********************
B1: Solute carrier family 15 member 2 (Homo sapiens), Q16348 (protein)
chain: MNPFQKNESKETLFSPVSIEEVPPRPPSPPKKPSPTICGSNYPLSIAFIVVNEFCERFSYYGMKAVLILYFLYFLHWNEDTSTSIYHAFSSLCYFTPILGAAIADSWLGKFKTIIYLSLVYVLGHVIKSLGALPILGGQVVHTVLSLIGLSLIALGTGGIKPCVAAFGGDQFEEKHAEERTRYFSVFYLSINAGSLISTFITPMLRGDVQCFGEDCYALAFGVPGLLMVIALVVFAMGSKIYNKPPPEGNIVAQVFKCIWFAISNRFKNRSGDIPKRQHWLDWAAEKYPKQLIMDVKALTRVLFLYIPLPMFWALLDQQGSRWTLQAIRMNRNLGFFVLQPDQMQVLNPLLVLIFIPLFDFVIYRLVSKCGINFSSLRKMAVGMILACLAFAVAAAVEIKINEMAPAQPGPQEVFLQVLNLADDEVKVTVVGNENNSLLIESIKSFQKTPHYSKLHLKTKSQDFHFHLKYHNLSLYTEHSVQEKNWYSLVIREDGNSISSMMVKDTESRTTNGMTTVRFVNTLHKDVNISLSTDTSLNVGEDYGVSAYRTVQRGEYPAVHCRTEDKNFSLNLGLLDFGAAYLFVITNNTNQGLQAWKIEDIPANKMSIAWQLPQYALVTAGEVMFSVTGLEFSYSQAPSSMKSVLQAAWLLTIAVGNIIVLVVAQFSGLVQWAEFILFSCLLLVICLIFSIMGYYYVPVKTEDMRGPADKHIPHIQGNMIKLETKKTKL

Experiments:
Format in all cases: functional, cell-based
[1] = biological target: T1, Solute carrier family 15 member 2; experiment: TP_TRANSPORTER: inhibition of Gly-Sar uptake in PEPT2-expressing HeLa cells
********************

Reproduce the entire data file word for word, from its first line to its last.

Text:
B1: Solute carrier family 15 member 2 (Homo sapiens), Q16348 (protein)
chain: MNPFQKNESKETLFSPVSIEEVPPRPPSPPKKPSPTICGSNYPLSIAFIVVNEFCERFSYYGMKAVLILYFLYFLHWNEDTSTSIYHAFSSLCYFTPILGAAIADSWLGKFKTIIYLSLVYVLGHVIKSLGALPILGGQVVHTVLSLIGLSLIALGTGGIKPCVAAFGGDQFEEKHAEERTRYFSVFYLSINAGSLISTFITPMLRGDVQCFGEDCYALAFGVPGLLMVIALVVFAMGSKIYNKPPPEGNIVAQVFKCIWFAISNRFKNRSGDIPKRQHWLDWAAEKYPKQLIMDVKALTRVLFLYIPLPMFWALLDQQGSRWTLQAIRMNRNLGFFVLQPDQMQVLNPLLVLIFIPLFDFVIYRLVSKCGINFSSLRKMAVGMILACLAFAVAAAVEIKINEMAPAQPGPQEVFLQVLNLADDEVKVTVVGNENNSLLIESIKSFQKTPHYSKLHLKTKSQDFHFHLKYHNLSLYTEHSVQEKNWYSLVIREDGNSISSMMVKDTESRTTNGMTTVRFVNTLHKDVNISLSTDTSLNVGEDYGVSAYRTVQRGEYPAVHCRTEDKNFSLNLGLLDFGAAYLFVITNNTNQGLQAWKIEDIPANKMSIAWQLPQYALVTAGEVMFSVTGLEFSYSQAPSSMKSVLQAAWLLTIAVGNIIVLVVAQFSGLVQWAEFILFSCLLLVICLIFSIMGYYYVPVKTEDMRGPADKHIPHIQGNMIKLETKKTKL

Experiments:
Format in all cases: functional, cell-based
[1] = biological target: T1, Solute carrier family 15 member 2; experiment: TP_TRANSPORTER: inhibition of Gly-Sar uptake in PEPT2-expressing HeLa cells